When you build one of the first laneway houses in Vancouver – and a modern, green one at that – you tend to attract a crowd. The open house of this home gathered more than a 1,000 visitors with a one-hour backlog at times. It’s the first in Vancouver’s EcoDensity program, which allows for a small, alley-access structure on existing single-family property.
This whole-home remodel by Renewal Design-Build is the recipient of several awards, including a regional CotY award from the National Association of the Remodeling Industry (NARI) and a Chrysalis Award for Best Green Remodeling Project. Located in Decatur, Georgia, the original 1930s, 900 square-foot home was mostly deconstructed to the foundation and a new, 2,100 square-foot home was built from the salvaged materials.
Latitude 38, a design-build firm out of Charlottesville, started this home on spec until the current owners, Mark Hampton and Jay Alexander, fell in love, according to local magazine Abode. Montrose House has three bedrooms, two-and-a-half bathrooms, 1,837-square feet, and an open layout on two levels. Hampton and Alexander walked through the place while under construction and immediately connected with the layout.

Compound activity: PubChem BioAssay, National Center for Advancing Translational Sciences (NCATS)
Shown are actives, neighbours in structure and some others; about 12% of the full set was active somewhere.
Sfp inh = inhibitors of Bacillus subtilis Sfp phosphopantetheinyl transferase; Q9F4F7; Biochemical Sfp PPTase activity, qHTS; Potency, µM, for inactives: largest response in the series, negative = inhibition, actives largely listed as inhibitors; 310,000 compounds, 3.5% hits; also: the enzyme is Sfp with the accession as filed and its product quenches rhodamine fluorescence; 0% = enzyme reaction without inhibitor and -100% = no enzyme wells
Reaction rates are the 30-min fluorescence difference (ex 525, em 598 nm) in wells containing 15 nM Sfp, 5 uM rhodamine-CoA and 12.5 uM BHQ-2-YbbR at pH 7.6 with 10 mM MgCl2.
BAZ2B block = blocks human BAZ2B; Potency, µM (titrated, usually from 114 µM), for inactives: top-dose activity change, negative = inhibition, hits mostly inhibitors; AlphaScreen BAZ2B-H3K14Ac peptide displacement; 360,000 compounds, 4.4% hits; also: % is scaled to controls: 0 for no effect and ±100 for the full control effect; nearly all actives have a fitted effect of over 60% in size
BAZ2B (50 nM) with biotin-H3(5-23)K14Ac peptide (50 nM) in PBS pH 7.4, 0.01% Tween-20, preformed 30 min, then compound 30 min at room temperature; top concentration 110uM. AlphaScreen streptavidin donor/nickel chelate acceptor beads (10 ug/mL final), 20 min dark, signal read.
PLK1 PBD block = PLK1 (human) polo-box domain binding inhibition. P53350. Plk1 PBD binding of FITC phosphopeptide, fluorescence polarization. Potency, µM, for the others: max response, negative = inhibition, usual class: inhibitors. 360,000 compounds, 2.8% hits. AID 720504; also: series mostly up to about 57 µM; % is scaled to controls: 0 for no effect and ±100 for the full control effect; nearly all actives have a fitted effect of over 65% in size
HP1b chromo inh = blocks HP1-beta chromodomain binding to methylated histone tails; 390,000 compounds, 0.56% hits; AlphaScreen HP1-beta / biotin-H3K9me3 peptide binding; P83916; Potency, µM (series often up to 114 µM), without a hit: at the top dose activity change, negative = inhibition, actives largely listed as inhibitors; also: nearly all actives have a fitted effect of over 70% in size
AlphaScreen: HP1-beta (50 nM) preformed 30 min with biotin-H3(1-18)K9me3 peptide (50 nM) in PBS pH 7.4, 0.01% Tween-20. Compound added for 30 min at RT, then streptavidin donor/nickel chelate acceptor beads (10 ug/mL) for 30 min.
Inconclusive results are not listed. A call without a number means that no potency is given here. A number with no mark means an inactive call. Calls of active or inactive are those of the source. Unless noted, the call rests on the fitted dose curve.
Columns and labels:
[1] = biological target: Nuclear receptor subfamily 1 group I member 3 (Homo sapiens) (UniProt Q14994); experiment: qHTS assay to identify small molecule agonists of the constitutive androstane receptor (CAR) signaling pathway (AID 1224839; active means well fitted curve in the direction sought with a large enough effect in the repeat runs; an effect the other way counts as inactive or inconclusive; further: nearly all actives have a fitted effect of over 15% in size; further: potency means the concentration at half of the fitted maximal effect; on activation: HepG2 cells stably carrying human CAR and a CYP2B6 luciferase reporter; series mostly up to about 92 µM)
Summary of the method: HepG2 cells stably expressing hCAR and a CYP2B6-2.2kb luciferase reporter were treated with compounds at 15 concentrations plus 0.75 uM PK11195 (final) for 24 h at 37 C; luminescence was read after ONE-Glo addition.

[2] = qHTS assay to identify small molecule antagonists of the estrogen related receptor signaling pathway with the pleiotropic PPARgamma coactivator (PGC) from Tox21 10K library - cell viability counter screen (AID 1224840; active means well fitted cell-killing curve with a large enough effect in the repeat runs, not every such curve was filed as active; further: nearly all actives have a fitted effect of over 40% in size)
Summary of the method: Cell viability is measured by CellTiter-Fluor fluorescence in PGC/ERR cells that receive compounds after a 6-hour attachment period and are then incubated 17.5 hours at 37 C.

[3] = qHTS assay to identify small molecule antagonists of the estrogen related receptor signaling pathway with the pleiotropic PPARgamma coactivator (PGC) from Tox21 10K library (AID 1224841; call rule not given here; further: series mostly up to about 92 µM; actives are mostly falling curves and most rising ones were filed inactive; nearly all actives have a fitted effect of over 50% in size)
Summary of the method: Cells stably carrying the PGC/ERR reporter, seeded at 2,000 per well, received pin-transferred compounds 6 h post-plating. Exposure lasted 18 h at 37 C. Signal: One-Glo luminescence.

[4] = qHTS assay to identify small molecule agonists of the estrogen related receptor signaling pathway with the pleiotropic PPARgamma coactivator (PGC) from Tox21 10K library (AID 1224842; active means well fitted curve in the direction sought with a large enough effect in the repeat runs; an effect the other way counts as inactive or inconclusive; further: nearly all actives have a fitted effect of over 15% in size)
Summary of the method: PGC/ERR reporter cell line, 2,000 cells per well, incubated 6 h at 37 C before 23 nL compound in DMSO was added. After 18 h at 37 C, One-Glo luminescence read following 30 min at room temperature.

Several years ago, the City of Santa Monica bought Mountain View Mobile Home Park in order to preserve it for affordable housing. The city upgraded the infrastructure and recently sent out an RFP to replace 20 travel trailers and mobile homes with more energy-efficient, safe, contemporary, manufactured homes. Santa Monica eventually awarded the contract to Golden West Homes in partnership with Marmol Radziner Prefab.
You’ve probably already seen miniHome – a small, mobile, eco-friendly prefab built with clean lines and modern elements – which has been featured all over the news and television. Sustain Design Studio, a Toronto firm behind the home, just launched a redesigned miniHome to be built in the company’s newly established factory in Bracebridge, Ontario. The new miniHome is lighter, better, and more affordable.
I recently mentioned the construction of Greenfab‘s model home in Seattle, and that home is now complete. I think you’ll agree, it’s just as warm and handsome as the renderings. The six-module abode — on target for LEED Platinum and Built Green 5-Star certification — has 1,790 square feet with three bedrooms, two and three-quarters bathrooms, a separate mother-in-law space, a planted rooftop deck, and an urban chicken coop.